Substance abuse can intensify feelings of loneliness and depression. This article discusses the relationship between depression and substance use disorders (SUD). It covers how substance use disorders and depression interact. It also covers how depression can raise the likelihood of substance use disorders. You will also learn about the possible treatments as well as the symptoms connected to these diseases.
Living with depression can lead individuals to engage in self-medication, using alcohol and other substances to alleviate or manage their depressive symptoms. Research indicates that people with depression are nearly twice as likely to self-medicate with alcohol than drugs. There are several common reasons why individuals may resort to self-medication:
Feeling sad, lonely, or angry for extended periods can be emotionally draining. Some individuals use alcohol to relax, temporarily escape distress, or numb emotional pain.
Depression often impairs the ability to experience happiness or joy, even during positive events. Some individuals may rely on alcohol or other substances to feel good or to feel anything at all.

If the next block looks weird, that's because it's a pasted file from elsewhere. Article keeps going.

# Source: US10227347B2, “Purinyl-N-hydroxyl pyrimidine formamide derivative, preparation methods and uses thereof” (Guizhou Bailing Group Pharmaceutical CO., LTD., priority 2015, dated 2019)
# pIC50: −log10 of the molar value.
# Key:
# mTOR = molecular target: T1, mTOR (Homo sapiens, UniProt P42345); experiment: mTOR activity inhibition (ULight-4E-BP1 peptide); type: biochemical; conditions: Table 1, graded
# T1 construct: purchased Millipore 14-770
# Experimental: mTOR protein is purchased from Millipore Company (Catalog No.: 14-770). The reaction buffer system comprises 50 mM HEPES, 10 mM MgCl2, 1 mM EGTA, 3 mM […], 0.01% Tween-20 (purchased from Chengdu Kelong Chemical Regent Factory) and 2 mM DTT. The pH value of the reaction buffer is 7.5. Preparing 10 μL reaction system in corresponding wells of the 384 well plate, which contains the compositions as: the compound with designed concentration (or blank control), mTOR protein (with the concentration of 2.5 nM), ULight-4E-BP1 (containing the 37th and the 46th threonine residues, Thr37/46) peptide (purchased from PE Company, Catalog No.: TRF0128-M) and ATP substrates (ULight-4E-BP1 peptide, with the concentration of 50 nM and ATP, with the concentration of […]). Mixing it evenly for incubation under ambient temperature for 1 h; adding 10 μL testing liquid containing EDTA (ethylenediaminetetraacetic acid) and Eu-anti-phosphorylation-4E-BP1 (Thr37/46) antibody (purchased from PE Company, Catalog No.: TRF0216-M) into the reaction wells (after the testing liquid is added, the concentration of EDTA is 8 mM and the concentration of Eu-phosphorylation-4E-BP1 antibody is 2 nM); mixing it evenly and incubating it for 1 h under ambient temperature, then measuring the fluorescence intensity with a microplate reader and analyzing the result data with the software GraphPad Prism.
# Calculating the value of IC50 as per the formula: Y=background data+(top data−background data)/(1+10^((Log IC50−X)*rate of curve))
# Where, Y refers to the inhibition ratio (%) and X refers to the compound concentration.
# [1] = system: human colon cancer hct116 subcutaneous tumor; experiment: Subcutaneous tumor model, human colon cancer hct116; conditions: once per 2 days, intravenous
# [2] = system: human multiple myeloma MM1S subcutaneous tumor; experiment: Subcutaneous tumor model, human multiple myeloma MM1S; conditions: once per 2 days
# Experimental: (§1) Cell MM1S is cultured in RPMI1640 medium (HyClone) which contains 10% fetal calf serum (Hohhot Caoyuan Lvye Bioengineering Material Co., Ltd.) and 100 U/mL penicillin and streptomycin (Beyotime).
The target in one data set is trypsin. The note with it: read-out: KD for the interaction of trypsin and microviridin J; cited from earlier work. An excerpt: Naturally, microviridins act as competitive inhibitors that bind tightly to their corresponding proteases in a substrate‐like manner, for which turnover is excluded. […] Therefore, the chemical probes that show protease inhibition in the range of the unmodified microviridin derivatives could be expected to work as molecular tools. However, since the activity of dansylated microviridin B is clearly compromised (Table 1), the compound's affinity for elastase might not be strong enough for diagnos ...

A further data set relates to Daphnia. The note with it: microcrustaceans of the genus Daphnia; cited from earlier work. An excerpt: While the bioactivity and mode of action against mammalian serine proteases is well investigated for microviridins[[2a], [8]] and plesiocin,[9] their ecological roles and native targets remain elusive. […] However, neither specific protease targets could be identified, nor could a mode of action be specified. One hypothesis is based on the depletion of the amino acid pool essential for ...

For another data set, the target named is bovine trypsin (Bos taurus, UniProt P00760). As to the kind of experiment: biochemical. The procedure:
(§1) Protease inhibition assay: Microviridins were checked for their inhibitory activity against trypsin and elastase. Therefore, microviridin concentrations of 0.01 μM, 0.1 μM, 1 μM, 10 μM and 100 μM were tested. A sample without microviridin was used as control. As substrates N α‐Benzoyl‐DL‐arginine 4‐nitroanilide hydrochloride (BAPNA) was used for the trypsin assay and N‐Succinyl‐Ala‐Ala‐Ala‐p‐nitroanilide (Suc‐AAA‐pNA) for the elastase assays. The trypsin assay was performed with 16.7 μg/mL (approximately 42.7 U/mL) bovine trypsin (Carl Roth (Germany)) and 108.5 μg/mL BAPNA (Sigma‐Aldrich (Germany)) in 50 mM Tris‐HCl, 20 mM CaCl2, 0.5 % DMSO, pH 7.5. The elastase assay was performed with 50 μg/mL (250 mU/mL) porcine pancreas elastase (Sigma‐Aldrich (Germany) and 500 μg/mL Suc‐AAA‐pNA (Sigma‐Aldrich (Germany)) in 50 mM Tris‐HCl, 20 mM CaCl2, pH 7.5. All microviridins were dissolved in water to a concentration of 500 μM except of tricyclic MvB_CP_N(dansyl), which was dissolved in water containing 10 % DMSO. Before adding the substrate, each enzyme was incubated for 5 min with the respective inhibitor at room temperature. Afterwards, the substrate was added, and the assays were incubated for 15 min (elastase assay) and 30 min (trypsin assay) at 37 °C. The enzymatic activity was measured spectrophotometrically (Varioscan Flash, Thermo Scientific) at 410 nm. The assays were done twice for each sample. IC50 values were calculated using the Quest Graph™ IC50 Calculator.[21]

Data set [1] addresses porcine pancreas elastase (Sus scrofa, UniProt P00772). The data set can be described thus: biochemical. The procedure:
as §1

Depression and insomnia often coexist, leading some individuals to seek sedatives for sleep assistance.
Depression can deplete energy levels, partly due to sleep disturbances. Some individuals may use stimulants to feel more alert. While alcohol and drugs may temporarily relieve symptoms, they cannot fully eliminate or address the underlying condition. When substance use is discontinued, depression symptoms usually resurface.
Additionally, prolonged substance use may result in tolerance, requiring larger quantities of the substance to achieve the same effect. Over time, dependence on the substance may develop, further increasing the risk of addiction.
Lack of access to mental health care often contributes to higher rates of self-medication among individuals with untreated depression. Early diagnosis of depression and anxiety in young individuals can reduce the likelihood of developing a substance use disorder.
Similar to how depression can influence substance use, substance use disorders can also contribute to depression. More severe substance use disorders are more likely to contribute to depressive symptoms. Substance use can affect depression through four main mechanisms:
Certain substances, especially alcohol, can stimulate the short-term release of dopamine, producing pleasurable feelings. However, they can also lead to inflammation in the brain. Inflammation interferes with the brain’s ability to naturally produce mood-boosting chemicals like serotonin and dopamine.